Once you've linked a phone to Windows 10, using your Microsoft account details, you're prompted to send an SMS with a link to your device. This downloads the Your Phone Companion app from the Play Store. Log in with the same Microsoft account, and the two devices are connected. Currently tabs provide access to your SMS messages and your photos.

For a simple tool, it's surprisingly useful. The ability to read SMS messages alongside your email, replying with a real keyboard rather than a touch-screen keeps you from being distracted. You can check a text from your bank without getting distracted and playing a round or two of Candy Crush, and then taking an hour or so to get back into your workflow. Similarly, the ability to copy a picture from your phone and drop it straight into a document is more useful than you might have thought. The only drawback is its limited access, as Your Phone only handles the last 25 photos you've taken.

Microsoft has big ambitions for Your Phone. One feature it has already teased is 'screen mirroring'. Using this, you'll be able to see your phone's screen on your PC's screen, allowing you to control apps directly. While developers will find it a useful tool for testing new apps, it'll also ensure you can access mobile-only apps like banking or travel tools directly. If you need to use biometric authentication, you'll pick up your phone, log in, and then access apps on your desktop.

ms-your-phonemirroring.png

Your Phone screen mirroring is currently in preview for Windows Insider members, on a limited selection of devices.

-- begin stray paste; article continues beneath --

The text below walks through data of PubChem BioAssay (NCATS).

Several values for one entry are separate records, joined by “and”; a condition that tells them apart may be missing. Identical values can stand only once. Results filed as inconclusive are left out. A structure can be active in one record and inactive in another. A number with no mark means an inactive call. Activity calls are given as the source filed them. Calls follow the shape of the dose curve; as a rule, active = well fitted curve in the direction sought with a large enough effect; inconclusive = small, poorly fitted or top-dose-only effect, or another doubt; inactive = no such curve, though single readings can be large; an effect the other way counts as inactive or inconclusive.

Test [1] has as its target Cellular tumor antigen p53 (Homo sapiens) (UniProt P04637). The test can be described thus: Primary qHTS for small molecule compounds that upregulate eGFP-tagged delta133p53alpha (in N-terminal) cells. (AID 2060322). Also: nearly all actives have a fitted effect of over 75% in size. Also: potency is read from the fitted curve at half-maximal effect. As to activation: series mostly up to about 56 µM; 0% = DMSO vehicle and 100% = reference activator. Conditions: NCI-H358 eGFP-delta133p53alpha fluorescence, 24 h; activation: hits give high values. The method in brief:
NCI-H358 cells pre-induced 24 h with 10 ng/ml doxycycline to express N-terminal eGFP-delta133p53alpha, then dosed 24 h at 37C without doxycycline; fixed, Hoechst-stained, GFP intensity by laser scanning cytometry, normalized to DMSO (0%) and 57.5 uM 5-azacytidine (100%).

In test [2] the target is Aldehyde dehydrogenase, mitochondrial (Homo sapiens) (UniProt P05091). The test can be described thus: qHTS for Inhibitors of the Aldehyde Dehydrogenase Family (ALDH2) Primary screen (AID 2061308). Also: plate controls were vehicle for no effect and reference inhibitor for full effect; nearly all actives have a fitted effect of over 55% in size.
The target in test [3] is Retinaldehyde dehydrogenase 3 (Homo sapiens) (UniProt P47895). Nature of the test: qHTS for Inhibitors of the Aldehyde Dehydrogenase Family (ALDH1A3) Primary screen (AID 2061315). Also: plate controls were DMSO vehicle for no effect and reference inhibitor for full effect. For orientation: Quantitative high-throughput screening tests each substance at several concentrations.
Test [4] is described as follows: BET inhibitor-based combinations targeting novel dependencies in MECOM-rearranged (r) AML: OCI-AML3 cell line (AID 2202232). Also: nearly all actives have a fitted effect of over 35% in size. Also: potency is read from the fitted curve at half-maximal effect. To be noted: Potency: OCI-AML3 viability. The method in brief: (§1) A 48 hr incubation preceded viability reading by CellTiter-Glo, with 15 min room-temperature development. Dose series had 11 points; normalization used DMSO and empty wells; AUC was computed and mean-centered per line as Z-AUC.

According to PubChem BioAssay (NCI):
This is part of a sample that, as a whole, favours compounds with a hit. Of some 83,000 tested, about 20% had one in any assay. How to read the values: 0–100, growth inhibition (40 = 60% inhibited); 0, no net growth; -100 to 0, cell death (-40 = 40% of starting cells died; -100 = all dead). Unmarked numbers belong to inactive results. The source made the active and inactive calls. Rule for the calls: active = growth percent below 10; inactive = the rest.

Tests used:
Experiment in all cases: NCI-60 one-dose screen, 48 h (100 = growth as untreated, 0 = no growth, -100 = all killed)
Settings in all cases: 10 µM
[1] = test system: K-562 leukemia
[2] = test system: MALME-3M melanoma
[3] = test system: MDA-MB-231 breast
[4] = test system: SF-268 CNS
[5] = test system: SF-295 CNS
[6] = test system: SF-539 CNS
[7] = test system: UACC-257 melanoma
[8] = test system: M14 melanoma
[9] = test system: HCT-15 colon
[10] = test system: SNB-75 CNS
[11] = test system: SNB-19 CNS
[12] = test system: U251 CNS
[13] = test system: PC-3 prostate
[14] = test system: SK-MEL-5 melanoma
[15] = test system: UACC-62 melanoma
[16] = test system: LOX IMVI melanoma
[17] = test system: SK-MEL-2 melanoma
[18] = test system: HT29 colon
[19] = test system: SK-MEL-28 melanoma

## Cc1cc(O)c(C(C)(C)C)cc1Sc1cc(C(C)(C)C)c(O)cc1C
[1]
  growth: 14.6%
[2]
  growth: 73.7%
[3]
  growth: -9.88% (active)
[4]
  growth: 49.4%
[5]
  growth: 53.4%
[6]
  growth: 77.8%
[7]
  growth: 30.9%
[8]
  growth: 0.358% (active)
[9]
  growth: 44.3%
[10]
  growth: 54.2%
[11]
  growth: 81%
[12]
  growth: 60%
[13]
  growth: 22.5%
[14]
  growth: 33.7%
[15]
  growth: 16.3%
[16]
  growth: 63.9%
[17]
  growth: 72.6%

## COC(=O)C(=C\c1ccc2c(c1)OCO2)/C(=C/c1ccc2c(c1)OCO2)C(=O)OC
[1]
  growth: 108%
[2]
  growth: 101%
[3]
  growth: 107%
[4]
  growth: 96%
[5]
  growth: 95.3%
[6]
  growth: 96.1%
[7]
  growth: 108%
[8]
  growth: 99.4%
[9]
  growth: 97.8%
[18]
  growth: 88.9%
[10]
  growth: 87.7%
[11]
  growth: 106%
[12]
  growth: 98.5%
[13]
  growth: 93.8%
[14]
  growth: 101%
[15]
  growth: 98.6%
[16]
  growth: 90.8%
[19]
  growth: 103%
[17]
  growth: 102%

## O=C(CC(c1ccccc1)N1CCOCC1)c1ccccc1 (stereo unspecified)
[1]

Image: Microsoft

If you're in the Windows Insider program, have a Surface Go, and one of four models of Samsung phone, you can now try out screen mirroring. The preview requires support for Bluetooth with Low Energy Peripheral mode, so not all PCs will be able to use it. It's unclear whether Microsoft will support other connection options in future, as this mode is only available in Bluetooth 4.1 and later and must be enabled by device vendors. In the post announcing the preview, Microsoft did indicate it would be bringing it to other phones and more Surface devices.

Screenshots on the Windows Blog show screen mirroring running as a new tab in the Your Phone app, with the entire Android screen available. Apps can be opened with your mouse, and you can use your keyboard to answer messages or post to social media.

SEE: How we learned to talk to computers, and how they learned to answer back (cover story PDF)

If you've got a recent Dell Windows 10 device you can get a feel for how Your Phone might evolve with Dell's own Mobile Connect app. This uses Bluetooth to link PC and phone, but already supports screen mirroring and file transfer. It's not as flexible as Your Phone promises to be, but can help bridge the gap between PC and Android (it also supports iOS, but only for basic notifications).

Your Phone is clearly a work in progress, but it's one that seems to have a significant push behind it. While Apple's locked-down security model means you'll never get the same access on iPhones and iPads as on Android, you'll still get some integration through Continue on PC, OneDrive support in Office, and with Timeline support in Microsoft's own mobile version of its Edge browser.

The combination of Your Phone and Microsoft Launcher is an important one for Microsoft. With no mobile platform of its own, piggybacking on Android is an essential move, as is making the integration between PC, cloud and phone as simple as possible. Technologies like Project Rome are key, as they drive the now cross-platform Windows Timeline, and link the Microsoft Graph to apps across all your devices.

Also see

By Simon Bisson

Born on the Channel Island of Jersey, Simon moved to the UK to attend the University of Bath where he studied electrical and electronic engineering. Since then a varied career has included being part of the team building the world's first solid state...